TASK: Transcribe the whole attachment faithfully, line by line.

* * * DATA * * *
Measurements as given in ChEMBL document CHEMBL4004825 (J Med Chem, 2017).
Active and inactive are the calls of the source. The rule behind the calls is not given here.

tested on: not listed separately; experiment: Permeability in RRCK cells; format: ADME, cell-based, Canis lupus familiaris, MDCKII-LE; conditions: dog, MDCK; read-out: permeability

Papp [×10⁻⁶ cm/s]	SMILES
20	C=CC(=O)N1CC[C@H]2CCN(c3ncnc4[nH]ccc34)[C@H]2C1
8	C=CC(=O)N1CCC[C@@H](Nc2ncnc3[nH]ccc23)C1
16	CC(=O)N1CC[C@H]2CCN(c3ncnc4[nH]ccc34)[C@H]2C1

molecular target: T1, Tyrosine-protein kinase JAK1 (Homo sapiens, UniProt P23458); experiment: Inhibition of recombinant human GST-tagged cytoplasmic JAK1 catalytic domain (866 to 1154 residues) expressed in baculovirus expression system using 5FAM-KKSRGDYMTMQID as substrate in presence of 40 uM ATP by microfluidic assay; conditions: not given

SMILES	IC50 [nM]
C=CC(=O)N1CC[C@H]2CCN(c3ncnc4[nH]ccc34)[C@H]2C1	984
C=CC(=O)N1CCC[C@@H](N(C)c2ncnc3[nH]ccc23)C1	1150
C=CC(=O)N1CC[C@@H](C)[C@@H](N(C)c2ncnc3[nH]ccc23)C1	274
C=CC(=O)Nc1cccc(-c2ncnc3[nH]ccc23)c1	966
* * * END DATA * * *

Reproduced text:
Measurements as given in ChEMBL document CHEMBL4004825 (J Med Chem, 2017).
Active and inactive are the calls of the source. The rule behind the calls is not given here.

tested on: not listed separately; experiment: Permeability in RRCK cells; format: ADME, cell-based, Canis lupus familiaris, MDCKII-LE; conditions: dog, MDCK; read-out: permeability

Papp [×10⁻⁶ cm/s]	SMILES
20	C=CC(=O)N1CC[C@H]2CCN(c3ncnc4[nH]ccc34)[C@H]2C1
8	C=CC(=O)N1CCC[C@@H](Nc2ncnc3[nH]ccc23)C1
16	CC(=O)N1CC[C@H]2CCN(c3ncnc4[nH]ccc34)[C@H]2C1

molecular target: T1, Tyrosine-protein kinase JAK1 (Homo sapiens, UniProt P23458); experiment: Inhibition of recombinant human GST-tagged cytoplasmic JAK1 catalytic domain (866 to 1154 residues) expressed in baculovirus expression system using 5FAM-KKSRGDYMTMQID as substrate in presence of 40 uM ATP by microfluidic assay; conditions: not given

SMILES	IC50 [nM]
C=CC(=O)N1CC[C@H]2CCN(c3ncnc4[nH]ccc34)[C@H]2C1	984
C=CC(=O)N1CCC[C@@H](N(C)c2ncnc3[nH]ccc23)C1	1150
C=CC(=O)N1CC[C@@H](C)[C@@H](N(C)c2ncnc3[nH]ccc23)C1	274
C=CC(=O)Nc1cccc(-c2ncnc3[nH]ccc23)c1	966